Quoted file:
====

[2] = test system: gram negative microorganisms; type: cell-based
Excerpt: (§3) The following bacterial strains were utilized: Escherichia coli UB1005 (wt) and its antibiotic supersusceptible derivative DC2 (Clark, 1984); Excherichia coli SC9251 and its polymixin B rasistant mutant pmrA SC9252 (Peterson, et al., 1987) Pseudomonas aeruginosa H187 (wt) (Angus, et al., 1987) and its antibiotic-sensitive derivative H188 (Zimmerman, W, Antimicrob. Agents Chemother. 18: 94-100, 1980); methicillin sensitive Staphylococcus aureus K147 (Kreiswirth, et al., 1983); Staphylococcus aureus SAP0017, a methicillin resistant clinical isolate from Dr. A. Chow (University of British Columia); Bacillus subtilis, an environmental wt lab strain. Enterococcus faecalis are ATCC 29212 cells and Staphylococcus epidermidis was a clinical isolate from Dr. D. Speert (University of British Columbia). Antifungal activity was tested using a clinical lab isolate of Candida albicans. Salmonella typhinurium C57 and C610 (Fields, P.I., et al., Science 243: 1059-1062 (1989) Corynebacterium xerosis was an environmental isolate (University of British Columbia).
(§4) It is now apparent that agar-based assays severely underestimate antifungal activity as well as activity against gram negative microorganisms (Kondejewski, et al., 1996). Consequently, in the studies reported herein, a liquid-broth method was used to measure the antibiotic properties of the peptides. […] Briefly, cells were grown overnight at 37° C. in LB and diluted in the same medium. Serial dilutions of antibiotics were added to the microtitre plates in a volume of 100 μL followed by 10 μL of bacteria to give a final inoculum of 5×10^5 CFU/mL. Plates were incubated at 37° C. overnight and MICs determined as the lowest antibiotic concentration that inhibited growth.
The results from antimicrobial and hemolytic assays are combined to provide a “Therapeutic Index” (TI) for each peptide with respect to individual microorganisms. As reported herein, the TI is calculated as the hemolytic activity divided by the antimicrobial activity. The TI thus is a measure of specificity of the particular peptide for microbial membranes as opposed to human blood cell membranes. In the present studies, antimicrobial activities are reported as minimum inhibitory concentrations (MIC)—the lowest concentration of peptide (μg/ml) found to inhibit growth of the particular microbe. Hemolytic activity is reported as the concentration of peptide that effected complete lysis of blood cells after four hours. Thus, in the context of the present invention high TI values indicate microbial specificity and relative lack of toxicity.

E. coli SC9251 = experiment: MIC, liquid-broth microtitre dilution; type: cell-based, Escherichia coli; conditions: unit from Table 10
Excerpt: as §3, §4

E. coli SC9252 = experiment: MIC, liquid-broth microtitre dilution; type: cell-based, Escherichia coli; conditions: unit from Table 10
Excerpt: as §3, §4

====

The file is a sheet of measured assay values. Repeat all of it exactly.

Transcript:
[2] = test system: gram negative microorganisms; type: cell-based
Excerpt: (§3) The following bacterial strains were utilized: Escherichia coli UB1005 (wt) and its antibiotic supersusceptible derivative DC2 (Clark, 1984); Excherichia coli SC9251 and its polymixin B rasistant mutant pmrA SC9252 (Peterson, et al., 1987) Pseudomonas aeruginosa H187 (wt) (Angus, et al., 1987) and its antibiotic-sensitive derivative H188 (Zimmerman, W, Antimicrob. Agents Chemother. 18: 94-100, 1980); methicillin sensitive Staphylococcus aureus K147 (Kreiswirth, et al., 1983); Staphylococcus aureus SAP0017, a methicillin resistant clinical isolate from Dr. A. Chow (University of British Columia); Bacillus subtilis, an environmental wt lab strain. Enterococcus faecalis are ATCC 29212 cells and Staphylococcus epidermidis was a clinical isolate from Dr. D. Speert (University of British Columbia). Antifungal activity was tested using a clinical lab isolate of Candida albicans. Salmonella typhinurium C57 and C610 (Fields, P.I., et al., Science 243: 1059-1062 (1989) Corynebacterium xerosis was an environmental isolate (University of British Columbia).
(§4) It is now apparent that agar-based assays severely underestimate antifungal activity as well as activity against gram negative microorganisms (Kondejewski, et al., 1996). Consequently, in the studies reported herein, a liquid-broth method was used to measure the antibiotic properties of the peptides. […] Briefly, cells were grown overnight at 37° C. in LB and diluted in the same medium. Serial dilutions of antibiotics were added to the microtitre plates in a volume of 100 μL followed by 10 μL of bacteria to give a final inoculum of 5×10^5 CFU/mL. Plates were incubated at 37° C. overnight and MICs determined as the lowest antibiotic concentration that inhibited growth.
The results from antimicrobial and hemolytic assays are combined to provide a “Therapeutic Index” (TI) for each peptide with respect to individual microorganisms. As reported herein, the TI is calculated as the hemolytic activity divided by the antimicrobial activity. The TI thus is a measure of specificity of the particular peptide for microbial membranes as opposed to human blood cell membranes. In the present studies, antimicrobial activities are reported as minimum inhibitory concentrations (MIC)—the lowest concentration of peptide (μg/ml) found to inhibit growth of the particular microbe. Hemolytic activity is reported as the concentration of peptide that effected complete lysis of blood cells after four hours. Thus, in the context of the present invention high TI values indicate microbial specificity and relative lack of toxicity.

E. coli SC9251 = experiment: MIC, liquid-broth microtitre dilution; type: cell-based, Escherichia coli; conditions: unit from Table 10
Excerpt: as §3, §4

E. coli SC9252 = experiment: MIC, liquid-broth microtitre dilution; type: cell-based, Escherichia coli; conditions: unit from Table 10
Excerpt: as §3, §4